FlowCam - Flow Imaging Microscopy Blog

Automated Liquid Handling to Streamline Your FlowCam Workflow

The new ALH for FlowCamTM Automated Liquid Handling system is ready for deployment in your lab. Automated liquid handlers (ALHs) use robotics to perform sample processing and analysis with minimal human intervention. Automation reduces the time and effort required from operators to process samples and offers improved repeatability, safer lab operation, and increased productivity.  

ALH for FlowCam provides unattended analysis of up to 384 samples and is compatible with all new and existing  FlowCam 8000 series instruments, FlowCam LO, and FlowCam Cyano.  The ALH offers flexible hardware and a configurable deck platform that allow the instrument to meet each user's specific workflow requirements, including sample preparation such as mixing, dilution and heating/cooling, as well as instrument cleaning. 

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Topics: Protein Therapeutics, News and Events, FlowCam Technology, Biopharmaceutical Research

White Paper: FlowCam Nano Provides Early Detection for Biotherapeutic Degradation and Contamination

Particles are ubiquitous in biotherapeutics and can drastically impact the efficacy of a given drug. Therefore, characterizing them is a critical step in biotherapeutic development, both to ensure samples meet particle limits set by regulations like USP <787/788>, and to maximize the safety and efficacy of the therapeutic.

New, innovative technologies may help researchers working with these therapies better understand the particles in their samples and, in turn, make more informed decisions about a sample’s quality. 

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Topics: Protein Therapeutics, FlowCam Technology, Biopharmaceutical Research, Nanoparticles

Preventing Embolism from Medical Implants by Using FlowCam Imaging Particle Analysis

In a recent paper from Rostock University Medical Center, authors Anja Kurzhals et al. summarize a study they performed to determine the relevant morphological characteristics of particulates shed by a commercially available coronary stent delivery system. Flow Imaging Microscopy (FIM), also called Dynamic Image Analysis (DIA), was used to image and analyze particles produced during a simulated implantation of the cardiovascular device.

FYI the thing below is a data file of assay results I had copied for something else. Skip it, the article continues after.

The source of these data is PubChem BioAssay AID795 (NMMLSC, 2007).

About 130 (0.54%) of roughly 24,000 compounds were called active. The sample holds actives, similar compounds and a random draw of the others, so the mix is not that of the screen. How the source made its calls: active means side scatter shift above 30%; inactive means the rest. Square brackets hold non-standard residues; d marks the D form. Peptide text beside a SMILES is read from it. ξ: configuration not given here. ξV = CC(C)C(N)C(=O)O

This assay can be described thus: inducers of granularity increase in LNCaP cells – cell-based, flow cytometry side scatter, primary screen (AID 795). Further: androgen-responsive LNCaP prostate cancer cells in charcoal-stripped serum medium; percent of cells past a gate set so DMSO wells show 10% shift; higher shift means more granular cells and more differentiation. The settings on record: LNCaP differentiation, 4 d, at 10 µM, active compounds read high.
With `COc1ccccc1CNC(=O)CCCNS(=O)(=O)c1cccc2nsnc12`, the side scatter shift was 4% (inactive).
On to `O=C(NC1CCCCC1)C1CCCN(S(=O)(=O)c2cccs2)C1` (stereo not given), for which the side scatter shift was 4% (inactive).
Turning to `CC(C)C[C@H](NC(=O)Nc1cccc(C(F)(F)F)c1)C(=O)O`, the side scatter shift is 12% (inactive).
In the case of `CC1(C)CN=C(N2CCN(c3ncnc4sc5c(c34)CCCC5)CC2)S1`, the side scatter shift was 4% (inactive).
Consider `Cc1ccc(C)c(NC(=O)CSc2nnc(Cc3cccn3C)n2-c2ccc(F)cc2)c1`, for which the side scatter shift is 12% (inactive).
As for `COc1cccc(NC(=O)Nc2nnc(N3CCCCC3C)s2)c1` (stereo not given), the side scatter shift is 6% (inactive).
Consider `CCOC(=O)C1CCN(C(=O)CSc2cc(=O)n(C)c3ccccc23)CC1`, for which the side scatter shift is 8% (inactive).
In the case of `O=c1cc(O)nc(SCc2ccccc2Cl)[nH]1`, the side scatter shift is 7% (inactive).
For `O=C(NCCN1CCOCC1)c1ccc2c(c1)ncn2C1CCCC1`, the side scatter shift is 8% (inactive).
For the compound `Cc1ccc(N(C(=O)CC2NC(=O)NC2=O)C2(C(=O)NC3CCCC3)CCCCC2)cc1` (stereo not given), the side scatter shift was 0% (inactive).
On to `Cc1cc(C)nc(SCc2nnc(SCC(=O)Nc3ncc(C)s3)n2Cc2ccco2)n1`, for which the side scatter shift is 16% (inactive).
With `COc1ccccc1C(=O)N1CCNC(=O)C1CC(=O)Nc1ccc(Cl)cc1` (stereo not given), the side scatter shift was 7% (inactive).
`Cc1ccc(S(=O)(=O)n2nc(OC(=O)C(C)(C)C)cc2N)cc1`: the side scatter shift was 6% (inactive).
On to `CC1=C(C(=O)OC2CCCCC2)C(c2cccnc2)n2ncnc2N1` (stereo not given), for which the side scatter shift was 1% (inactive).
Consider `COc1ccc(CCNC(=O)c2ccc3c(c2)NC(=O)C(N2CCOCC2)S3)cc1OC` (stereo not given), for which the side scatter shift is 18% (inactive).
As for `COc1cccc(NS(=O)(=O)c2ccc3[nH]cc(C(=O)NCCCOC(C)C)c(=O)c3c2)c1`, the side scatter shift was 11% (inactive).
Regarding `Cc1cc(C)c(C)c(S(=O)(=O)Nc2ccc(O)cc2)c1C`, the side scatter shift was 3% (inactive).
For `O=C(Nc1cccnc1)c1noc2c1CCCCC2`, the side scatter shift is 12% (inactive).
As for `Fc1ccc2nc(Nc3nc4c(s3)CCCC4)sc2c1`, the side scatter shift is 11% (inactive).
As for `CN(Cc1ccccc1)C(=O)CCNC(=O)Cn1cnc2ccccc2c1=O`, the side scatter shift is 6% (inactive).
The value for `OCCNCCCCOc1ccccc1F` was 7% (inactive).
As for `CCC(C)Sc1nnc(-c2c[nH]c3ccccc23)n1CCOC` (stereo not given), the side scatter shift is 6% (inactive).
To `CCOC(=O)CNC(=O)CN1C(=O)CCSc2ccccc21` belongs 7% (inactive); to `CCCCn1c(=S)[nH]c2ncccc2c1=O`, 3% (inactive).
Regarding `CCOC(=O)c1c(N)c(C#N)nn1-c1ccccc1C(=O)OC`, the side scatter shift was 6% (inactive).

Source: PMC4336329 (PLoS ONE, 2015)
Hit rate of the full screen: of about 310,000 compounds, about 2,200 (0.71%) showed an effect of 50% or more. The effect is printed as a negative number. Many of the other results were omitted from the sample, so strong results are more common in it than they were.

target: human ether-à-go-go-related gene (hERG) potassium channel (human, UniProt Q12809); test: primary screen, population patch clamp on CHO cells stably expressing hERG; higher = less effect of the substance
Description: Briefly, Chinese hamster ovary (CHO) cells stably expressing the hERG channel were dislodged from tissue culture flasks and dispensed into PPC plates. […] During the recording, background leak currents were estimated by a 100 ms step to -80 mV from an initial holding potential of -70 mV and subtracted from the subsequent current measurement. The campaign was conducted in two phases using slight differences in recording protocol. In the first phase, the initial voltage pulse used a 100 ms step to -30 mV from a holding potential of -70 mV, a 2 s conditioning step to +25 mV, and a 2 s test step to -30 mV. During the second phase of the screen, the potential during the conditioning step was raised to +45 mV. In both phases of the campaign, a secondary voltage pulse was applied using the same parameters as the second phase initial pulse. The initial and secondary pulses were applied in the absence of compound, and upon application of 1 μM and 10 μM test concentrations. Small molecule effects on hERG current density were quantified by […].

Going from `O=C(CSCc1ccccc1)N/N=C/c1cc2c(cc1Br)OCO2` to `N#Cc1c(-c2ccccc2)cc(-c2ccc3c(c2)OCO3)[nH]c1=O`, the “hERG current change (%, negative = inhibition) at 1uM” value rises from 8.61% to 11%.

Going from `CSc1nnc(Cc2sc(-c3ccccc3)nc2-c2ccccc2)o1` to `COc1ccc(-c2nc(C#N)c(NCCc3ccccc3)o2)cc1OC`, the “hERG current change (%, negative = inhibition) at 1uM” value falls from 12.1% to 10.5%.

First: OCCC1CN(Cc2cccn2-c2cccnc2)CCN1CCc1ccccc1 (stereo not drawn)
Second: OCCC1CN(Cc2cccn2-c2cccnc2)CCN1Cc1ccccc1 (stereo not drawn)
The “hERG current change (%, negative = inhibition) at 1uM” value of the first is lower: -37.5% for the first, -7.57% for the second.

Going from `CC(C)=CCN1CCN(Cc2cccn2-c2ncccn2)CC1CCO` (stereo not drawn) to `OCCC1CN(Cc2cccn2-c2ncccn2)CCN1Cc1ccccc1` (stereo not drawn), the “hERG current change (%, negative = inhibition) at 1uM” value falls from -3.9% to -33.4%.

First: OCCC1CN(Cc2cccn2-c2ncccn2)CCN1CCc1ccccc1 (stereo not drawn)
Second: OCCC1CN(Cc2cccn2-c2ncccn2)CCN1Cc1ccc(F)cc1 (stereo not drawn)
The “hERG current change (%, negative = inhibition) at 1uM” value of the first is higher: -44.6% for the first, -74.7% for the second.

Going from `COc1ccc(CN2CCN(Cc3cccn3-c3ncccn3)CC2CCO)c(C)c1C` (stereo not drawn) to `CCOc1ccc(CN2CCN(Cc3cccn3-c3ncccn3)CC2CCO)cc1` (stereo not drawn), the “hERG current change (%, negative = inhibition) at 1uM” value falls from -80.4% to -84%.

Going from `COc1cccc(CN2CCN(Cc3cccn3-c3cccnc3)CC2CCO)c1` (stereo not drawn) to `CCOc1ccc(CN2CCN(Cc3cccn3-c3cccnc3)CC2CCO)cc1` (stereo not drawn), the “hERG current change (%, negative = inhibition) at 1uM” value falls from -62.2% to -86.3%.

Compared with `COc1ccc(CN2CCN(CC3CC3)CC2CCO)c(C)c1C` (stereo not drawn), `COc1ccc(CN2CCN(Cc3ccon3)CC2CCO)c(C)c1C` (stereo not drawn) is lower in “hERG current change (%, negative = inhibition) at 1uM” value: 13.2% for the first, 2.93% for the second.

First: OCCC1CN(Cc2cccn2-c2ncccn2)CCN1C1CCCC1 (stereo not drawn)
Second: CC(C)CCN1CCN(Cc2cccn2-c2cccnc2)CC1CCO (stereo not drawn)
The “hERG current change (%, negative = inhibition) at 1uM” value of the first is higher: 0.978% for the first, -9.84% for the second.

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Topics: FlowCam Technology, User Spotlight, Biopharmaceutical Research

The Importance of Correct Aperture Settings in Submicron Particle Imaging

In microscope systems, the numerical aperture and the wavelength of the light determine how highly-resolved the images will be (in the case of microscopy, "resolved" refers to the minimum distance between particles where they can be recognized as distinct from one another). When using Flow Imaging Microscopy to analyze particles under 2 µm, clear images, accurate sizing, and consistent categorization are crucial, and all depend on the numerical aperture setting.

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Topics: FlowCam Technology, Nanoparticles

Characterization of Protein Aggregates and Other Particles in Biopharmaceuticals

Particulates are ubiquitous in parenteral drug products and remain a concern throughout their development and production. These particles must be monitored to satisfy USP particle reporting requirements (e.g. USP <788>). Furthermore, in biopharmaceuticals such as protein therapeutics, these particles have been associated with adverse impacts on the efficacy and safety of the product. FDA regulations strongly recommend in-depth characterization of the quantity and types of particles found in biotherapeutics.

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Topics: Protein Therapeutics, FlowCam Technology, Biopharmaceutical Research

Announcing our 2022 FlowCam Aquatic Grant Program

The FlowCam Aquatic Research Equipment & Travel Grant is now accepting applications for the 2022-23 academic year. This popular equipment grant, now in its 5th year, provides an opportunity for graduate students and undergraduate faculty members to apply for the use of a FlowCam instrument for the semester of their choice, plus funding to attend a conference to present their work.